With Office 2003 nearing it's end of life date, I decided that it was time to finally upgrade to something newer after almost 8 years of 2003. I wanted to use Libreoffice or OpenOffice, but they have the nickname "BloatedOffice" for a reason: 300 MB (or so) of RAM at idle! Plus you couldn't use any of the .---x formats that Microsoft so handily switched to with Office 2007. They're supposed to, but I found that it just corrupts the file when you try to save it. So I had to spend the money on an Office 2013 license, since I don't have a working copy of 2007 anymore.
Oh dear lord, was that ever a mistake. I should have just bought a 2007 disc from somewhere.
It's not enough for me to just say that it was a mistake though. In typical fashion I have screenshots which depict exactly HOW much of a mistake I made, and how many mistakes Microsoft made with Office 2013 (spoiler alert: I can't count that number on two hands).
So here it is, the main Office 2013 screen.
Wait, this is Windows 7! What is a full-screen application doing here?!? Oh wait, it's not quite full-screen.
How many UI design guidelines does this blatantly violate? Let's take a look:
- It is basically a Metro app in Windows 7.
- It wastes about half the window and crams everything together at the top.
- It isn't clear that clicking on design templates will allow you to create a new document, they expect you to know that.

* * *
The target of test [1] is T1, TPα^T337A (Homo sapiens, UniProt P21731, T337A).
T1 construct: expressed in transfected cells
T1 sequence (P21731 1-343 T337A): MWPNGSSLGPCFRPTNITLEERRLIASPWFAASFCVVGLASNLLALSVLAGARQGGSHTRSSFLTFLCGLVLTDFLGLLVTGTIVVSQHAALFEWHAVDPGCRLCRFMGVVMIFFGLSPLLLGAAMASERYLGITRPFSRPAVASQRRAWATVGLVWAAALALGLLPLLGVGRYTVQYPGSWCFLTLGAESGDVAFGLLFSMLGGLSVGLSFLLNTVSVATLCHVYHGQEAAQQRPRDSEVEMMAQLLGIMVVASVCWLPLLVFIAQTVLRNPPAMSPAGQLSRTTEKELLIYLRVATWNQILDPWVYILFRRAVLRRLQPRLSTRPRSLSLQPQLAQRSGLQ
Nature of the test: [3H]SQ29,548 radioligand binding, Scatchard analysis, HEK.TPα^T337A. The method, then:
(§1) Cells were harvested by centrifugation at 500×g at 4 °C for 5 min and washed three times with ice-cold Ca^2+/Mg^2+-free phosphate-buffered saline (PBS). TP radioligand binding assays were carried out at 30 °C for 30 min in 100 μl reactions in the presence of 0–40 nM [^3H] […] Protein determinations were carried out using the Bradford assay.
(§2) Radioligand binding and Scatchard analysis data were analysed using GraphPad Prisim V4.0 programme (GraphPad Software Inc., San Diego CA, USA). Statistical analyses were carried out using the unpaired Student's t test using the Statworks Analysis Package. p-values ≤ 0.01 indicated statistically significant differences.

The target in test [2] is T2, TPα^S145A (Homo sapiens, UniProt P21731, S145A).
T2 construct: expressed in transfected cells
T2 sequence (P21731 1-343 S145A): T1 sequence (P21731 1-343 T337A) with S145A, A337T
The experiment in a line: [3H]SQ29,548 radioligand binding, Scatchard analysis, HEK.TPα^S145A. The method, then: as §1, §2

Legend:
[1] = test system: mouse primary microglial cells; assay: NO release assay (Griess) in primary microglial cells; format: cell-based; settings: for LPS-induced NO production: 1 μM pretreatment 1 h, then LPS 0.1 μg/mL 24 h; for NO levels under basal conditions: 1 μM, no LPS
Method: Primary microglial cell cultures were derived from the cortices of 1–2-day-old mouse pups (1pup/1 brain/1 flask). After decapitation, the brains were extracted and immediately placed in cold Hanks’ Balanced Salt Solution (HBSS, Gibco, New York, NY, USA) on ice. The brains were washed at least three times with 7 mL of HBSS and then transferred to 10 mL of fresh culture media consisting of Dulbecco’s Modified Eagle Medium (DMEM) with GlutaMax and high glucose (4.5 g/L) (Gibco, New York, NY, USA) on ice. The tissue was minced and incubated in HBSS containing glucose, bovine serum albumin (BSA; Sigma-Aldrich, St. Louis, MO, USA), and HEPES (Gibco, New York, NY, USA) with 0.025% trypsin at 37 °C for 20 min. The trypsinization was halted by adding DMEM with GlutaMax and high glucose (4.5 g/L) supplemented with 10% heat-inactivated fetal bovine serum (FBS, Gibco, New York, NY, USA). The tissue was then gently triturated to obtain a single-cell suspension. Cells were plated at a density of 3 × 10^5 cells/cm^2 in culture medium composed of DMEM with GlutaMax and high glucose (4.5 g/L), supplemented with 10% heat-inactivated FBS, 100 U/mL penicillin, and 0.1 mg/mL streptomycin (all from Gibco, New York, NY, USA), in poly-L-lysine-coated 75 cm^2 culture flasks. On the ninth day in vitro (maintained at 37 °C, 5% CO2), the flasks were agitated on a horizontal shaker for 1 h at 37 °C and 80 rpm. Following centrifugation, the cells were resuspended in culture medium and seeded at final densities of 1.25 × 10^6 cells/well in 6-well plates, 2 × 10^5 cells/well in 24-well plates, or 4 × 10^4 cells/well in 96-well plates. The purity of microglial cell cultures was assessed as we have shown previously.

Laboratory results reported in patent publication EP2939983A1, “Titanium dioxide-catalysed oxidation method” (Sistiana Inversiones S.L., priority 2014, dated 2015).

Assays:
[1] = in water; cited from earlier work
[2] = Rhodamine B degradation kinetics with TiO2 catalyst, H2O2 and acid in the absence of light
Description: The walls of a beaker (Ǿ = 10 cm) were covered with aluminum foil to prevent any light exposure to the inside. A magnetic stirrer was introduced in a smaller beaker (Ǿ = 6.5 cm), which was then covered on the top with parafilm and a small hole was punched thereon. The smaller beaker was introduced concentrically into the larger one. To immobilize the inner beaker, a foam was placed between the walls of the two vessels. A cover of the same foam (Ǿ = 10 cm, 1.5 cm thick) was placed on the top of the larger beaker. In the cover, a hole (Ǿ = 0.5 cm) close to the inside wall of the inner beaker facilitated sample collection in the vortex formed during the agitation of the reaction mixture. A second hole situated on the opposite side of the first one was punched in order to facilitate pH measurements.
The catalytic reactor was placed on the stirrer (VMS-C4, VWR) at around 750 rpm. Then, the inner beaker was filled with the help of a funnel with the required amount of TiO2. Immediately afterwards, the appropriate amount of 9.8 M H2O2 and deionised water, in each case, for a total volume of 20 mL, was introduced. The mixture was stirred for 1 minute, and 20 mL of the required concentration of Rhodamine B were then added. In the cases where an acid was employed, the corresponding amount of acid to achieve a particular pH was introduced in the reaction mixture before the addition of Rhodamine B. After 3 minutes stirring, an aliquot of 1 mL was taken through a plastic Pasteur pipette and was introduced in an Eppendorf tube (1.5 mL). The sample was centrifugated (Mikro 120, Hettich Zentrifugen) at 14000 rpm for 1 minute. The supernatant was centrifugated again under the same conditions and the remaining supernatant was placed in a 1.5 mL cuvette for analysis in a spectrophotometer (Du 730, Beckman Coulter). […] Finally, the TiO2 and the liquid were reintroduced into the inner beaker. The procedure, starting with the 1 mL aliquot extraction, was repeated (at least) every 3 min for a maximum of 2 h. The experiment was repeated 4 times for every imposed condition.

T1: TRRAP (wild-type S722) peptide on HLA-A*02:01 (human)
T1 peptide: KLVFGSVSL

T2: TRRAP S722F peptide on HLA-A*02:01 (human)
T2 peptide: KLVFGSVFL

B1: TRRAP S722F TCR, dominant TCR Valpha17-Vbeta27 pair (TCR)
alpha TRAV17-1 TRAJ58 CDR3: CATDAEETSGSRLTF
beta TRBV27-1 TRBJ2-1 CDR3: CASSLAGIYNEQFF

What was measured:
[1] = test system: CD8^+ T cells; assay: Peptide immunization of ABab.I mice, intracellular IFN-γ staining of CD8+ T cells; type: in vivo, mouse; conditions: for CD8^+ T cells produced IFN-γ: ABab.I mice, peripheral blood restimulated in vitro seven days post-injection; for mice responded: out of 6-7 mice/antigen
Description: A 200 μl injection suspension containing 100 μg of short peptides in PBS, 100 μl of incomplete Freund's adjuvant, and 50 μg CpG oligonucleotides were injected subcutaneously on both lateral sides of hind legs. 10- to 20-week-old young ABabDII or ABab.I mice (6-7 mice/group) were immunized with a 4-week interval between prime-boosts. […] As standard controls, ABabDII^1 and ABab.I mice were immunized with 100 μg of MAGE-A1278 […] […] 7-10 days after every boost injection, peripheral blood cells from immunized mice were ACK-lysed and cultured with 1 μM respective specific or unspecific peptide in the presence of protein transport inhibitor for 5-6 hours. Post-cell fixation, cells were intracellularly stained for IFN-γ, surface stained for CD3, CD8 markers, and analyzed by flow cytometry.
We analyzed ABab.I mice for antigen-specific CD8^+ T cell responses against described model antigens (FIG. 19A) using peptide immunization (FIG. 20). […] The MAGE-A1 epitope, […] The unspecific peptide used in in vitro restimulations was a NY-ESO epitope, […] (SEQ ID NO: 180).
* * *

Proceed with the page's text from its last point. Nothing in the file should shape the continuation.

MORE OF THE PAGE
- Recent files appear in the sidebar. This is not technically right, you should have them below the new templates.
- What the heck happened to the preset presentations like that Communicating Bad News one?
- It makes heavy use of hyperlinks, something that SHOULD NOT be in a desktop application.
- There are no real buttons anywhere.
- The program is pretty heavily tied into the internet, a humongous no-no for a desktop application.
That's eight things. More than even Windows 8's Metro. I am actually impressed (and not in a good way).
Microsoft's abrupt transition over to full-screen and full-screen-like applications is nothing short of annoying. If I have a desktop app I want to have real buttons, dialog boxes and oh geez maybe WINDOWS?
The flatter appearance is OK, I guess it's better than having stupid glass-like 3D rendering all over the place, but a flat Windows 8 program on a 3D Windows 7 is completely inappropriate and looks like crap, and trust me when I say that certain people (myself included) go berserk when that happens.
UI design violation #9: Opening files doesn't open a dialog box like you would expect (and like practically every other freaking program out there), rather it brings up another Metro-like page.
Again, for accuracy's sake, it's actually called the "Modern UI", even though there is nothing modern about it. MS-DOS came out in 1981 guys, come on.
Dialog boxes have been a standard feature in Windows since Windows 3.1. Prior to that vendors had to implement their own dialog boxes, if they even wanted those.
Now it seems that Microsoft wants everyone to transition over to these stupid full-screen things. Next thing they'll do is rename Windows to Pages, because that's where everything is going.
If that wasn't bad enough, UI design violation #10 is that it defaults to showing recently opened files. This means more clicks for users to get to files, and more of a potential to induce carpal tunnel over a long term basis. This coming from the company who invented the "Natural Keyboard" which is supposed to be ergonomic. Although I guess I'm not that surprised; I used to own a "Natural" keyboard and ironically there was absolutely nothing natural about it. In fact if anything that piece of garbage probably induces carpal tunnel on it's own.
Let's take another look at violation #8, shall we?
So we've established that Office 2013 is integrated with the internet. Fine, but they expect you to sign up for a Microsoft account (or sign in with yours if you were gullible enough to get one) to "get the most out of Office".